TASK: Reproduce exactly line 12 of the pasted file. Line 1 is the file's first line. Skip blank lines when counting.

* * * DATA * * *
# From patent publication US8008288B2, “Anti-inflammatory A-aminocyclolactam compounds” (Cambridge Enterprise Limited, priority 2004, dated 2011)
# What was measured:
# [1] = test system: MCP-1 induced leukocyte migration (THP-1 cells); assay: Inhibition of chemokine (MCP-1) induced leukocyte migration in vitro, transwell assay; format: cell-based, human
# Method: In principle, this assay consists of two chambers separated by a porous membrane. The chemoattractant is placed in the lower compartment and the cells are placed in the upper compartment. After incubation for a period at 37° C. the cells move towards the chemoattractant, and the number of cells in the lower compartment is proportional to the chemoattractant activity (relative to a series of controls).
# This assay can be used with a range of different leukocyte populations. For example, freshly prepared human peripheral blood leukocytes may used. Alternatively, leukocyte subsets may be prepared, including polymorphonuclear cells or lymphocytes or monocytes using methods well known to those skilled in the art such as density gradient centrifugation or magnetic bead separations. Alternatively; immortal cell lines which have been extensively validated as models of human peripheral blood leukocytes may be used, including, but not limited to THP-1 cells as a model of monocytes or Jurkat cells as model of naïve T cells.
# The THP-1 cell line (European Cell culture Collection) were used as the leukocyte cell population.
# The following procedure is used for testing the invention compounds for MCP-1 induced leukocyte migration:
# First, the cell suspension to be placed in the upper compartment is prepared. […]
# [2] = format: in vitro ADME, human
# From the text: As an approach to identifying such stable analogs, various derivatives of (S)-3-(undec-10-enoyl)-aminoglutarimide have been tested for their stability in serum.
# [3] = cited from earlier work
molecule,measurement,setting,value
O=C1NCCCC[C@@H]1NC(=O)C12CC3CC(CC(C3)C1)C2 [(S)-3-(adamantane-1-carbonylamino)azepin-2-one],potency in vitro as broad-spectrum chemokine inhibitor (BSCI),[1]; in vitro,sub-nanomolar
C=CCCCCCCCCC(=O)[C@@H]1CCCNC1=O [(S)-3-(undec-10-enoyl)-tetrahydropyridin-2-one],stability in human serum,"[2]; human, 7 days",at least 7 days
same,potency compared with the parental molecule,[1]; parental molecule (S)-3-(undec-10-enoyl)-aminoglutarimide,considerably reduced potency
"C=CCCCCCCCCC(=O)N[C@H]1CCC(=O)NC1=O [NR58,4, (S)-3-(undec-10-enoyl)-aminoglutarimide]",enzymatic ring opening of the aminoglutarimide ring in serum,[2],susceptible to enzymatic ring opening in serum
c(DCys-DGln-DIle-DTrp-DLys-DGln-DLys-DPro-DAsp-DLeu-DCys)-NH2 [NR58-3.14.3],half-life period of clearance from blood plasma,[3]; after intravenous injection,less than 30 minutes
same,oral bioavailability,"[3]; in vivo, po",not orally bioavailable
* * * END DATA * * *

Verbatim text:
molecule,measurement,setting,value